Zombi(nacci)

They’re coming to get you, Barbara!

-George A. Romero, Night of the Living Dead, 1968

Ah, you are back. You’re braver than you look, that’s good. You’ll need all the nerves you can muster here. You see, we’ve created a little problem: Our mathematical, metaphysical musings have created quite a stir. The deceased our crossing Heaven off of their plans for the hereafter, and Hell is full to bursting, and when there is no more room in Hell, well, you know what happens:

Yes pilgrim, I’m sorry to say it, but we are on the brink here. Today is what Max Brooks calls Z-Day, the beginning of the Zombie Apocalypse! That cold chill you are feeling is the natural reaction to this news. These cannibalistic cadavers are gruesome guests indeed! And look- there comes one now! What a sinister, shambling, spook! Watch as the lurching living dead approaches – it is really quite pathetic with its ponderous pace. Does it really pose such a grave threat? Well let’s find out.

We all know that the most dangerous part of a zombie is its maggot-ridden maw. A love bite from that and you will soon be shambling yourself. Yes, the bite is the zombies’ main form of propagation.  Inevitably, someone bitten by the undead becomes undead themselves. This pattern will serve as the basis of our model.

For purposes of simplicity, let us assume that the current world population of about 6.8 billion is evenly distributed across one massive, flat continent, and that each person is within one hour’s walking distance of at least one other person. In this world, a zombie can reach at least one victim an hour. Under these conditions, we will try to define a function that predicts the population of zombies at any time after the progenitor zombie has been encountered.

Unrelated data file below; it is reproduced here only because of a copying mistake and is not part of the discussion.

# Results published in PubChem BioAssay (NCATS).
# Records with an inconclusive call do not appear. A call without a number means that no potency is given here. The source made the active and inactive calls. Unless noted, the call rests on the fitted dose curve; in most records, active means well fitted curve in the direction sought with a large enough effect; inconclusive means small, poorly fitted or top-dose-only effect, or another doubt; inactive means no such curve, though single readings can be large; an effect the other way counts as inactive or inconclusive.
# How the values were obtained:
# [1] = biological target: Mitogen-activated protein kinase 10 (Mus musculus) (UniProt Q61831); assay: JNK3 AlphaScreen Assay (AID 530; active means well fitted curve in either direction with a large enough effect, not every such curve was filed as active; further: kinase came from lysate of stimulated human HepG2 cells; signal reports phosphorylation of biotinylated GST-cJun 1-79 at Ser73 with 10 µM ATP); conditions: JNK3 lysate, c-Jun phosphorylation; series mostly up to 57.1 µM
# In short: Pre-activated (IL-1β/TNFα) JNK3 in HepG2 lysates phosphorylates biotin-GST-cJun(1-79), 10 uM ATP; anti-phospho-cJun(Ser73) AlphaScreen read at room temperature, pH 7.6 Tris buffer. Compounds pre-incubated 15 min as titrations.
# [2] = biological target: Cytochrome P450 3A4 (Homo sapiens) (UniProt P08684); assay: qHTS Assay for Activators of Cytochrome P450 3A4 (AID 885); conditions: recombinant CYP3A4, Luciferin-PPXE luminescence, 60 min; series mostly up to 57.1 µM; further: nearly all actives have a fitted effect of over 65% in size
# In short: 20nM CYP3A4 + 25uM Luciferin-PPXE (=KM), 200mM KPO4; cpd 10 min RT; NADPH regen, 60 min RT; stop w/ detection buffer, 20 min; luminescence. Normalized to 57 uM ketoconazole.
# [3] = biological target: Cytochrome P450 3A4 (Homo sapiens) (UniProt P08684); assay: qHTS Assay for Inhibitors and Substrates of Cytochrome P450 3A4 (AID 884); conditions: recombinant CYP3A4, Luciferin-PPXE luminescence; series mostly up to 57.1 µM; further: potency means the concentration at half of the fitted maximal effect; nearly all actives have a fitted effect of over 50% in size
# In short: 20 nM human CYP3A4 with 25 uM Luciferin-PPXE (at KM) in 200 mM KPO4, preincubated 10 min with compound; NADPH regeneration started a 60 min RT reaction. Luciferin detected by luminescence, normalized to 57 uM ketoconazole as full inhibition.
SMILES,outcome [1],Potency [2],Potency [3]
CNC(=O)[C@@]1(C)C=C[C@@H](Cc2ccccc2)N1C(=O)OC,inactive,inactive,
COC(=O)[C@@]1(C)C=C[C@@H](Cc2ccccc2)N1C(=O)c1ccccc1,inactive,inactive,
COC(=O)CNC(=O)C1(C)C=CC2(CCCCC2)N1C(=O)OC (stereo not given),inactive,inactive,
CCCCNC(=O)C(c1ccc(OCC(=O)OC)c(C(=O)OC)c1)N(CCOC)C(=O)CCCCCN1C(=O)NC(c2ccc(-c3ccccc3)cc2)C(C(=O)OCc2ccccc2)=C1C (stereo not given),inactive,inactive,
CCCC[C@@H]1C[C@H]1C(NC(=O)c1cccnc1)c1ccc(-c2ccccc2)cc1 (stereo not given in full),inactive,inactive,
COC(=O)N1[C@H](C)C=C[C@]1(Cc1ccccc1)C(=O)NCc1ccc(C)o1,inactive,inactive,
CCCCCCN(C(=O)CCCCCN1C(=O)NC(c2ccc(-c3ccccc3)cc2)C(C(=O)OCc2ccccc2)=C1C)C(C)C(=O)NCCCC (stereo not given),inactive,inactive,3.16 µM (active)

We will define three stages of the zombie disease: 1.) Exposure: This is when a person is bitten. 2.) Metastasis: The time during which a person is infected, but not yet a zombie. For our purposes we will assume this to be one hour. 3.) Zombie: Without exception, exposure leads to a person becoming a zombie. So zombiism progresses like this: Exposure – Metastasis – Zombie.

Now, consider the first five hours of the outbreak:

Hour One: There is 1 zombie (the progenitor zombie) and it bites one person (1 person is exposed).

Hour Two: There is 1 zombie, 1 metastatic person (the previous exposed), and 1 exposed (the progenitor has bitten another person).

Hour Three: There are 2 zombies (the progenitor zombie and the previously metastatic person), 1 metastatic person, and 2 exposed (both zombies bite people).

Hour Four: 3 Zombies, 2 metastatics, 3 exposed.

Hour Five: 5 Zombies, 3 metastatics, 5 exposed.

Hour Six: 8 Zombies, 5 metastatics, 8 exposed.

Look at the progression of the zombie population: 1,1,2,3,5,8. Do you notice a pattern? Each new term is the sum of the proceeding two: 1+1=2, 1+2=3, 2+3=5, 3+5=8… A sequence that is determined by its preceding terms is said to have a recurrence relationship, and we can use this to help us define our Zombie Function. Let the function Z(t) indicate the zombie population t hours after the appearance of the progenitor zombie, using the recurrence relationship we just observed, we define Z(t) like this: Z(t)=Z(t-1)+Z(t-2), given Z(1)=1, Z(2)=1.